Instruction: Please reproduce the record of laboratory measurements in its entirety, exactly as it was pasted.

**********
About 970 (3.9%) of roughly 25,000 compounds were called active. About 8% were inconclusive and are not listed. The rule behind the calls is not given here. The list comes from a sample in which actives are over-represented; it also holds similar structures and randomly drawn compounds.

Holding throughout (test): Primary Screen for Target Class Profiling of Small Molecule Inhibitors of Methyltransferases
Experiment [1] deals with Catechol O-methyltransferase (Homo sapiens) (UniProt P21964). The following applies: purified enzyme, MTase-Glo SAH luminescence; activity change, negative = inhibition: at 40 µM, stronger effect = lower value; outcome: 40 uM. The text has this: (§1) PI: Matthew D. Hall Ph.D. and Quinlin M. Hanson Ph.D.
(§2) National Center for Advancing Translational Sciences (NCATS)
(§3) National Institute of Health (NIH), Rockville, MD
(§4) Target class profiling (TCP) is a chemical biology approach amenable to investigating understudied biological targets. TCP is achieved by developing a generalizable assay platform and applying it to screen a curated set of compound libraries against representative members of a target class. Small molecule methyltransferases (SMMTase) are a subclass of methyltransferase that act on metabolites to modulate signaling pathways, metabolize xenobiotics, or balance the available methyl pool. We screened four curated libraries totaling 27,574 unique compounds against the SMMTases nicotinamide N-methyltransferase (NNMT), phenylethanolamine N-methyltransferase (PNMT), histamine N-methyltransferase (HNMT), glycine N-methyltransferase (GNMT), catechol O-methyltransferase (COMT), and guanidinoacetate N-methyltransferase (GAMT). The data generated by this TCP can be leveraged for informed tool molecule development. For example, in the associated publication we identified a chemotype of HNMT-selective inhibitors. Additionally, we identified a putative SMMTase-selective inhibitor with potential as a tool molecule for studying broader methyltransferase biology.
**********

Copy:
About 970 (3.9%) of roughly 25,000 compounds were called active. About 8% were inconclusive and are not listed. The rule behind the calls is not given here. The list comes from a sample in which actives are over-represented; it also holds similar structures and randomly drawn compounds.

Holding throughout (test): Primary Screen for Target Class Profiling of Small Molecule Inhibitors of Methyltransferases
Experiment [1] deals with Catechol O-methyltransferase (Homo sapiens) (UniProt P21964). The following applies: purified enzyme, MTase-Glo SAH luminescence; activity change, negative = inhibition: at 40 µM, stronger effect = lower value; outcome: 40 uM. The text has this: (§1) PI: Matthew D. Hall Ph.D. and Quinlin M. Hanson Ph.D.
(§2) National Center for Advancing Translational Sciences (NCATS)
(§3) National Institute of Health (NIH), Rockville, MD
(§4) Target class profiling (TCP) is a chemical biology approach amenable to investigating understudied biological targets. TCP is achieved by developing a generalizable assay platform and applying it to screen a curated set of compound libraries against representative members of a target class. Small molecule methyltransferases (SMMTase) are a subclass of methyltransferase that act on metabolites to modulate signaling pathways, metabolize xenobiotics, or balance the available methyl pool. We screened four curated libraries totaling 27,574 unique compounds against the SMMTases nicotinamide N-methyltransferase (NNMT), phenylethanolamine N-methyltransferase (PNMT), histamine N-methyltransferase (HNMT), glycine N-methyltransferase (GNMT), catechol O-methyltransferase (COMT), and guanidinoacetate N-methyltransferase (GAMT). The data generated by this TCP can be leveraged for informed tool molecule development. For example, in the associated publication we identified a chemotype of HNMT-selective inhibitors. Additionally, we identified a putative SMMTase-selective inhibitor with potential as a tool molecule for studying broader methyltransferase biology.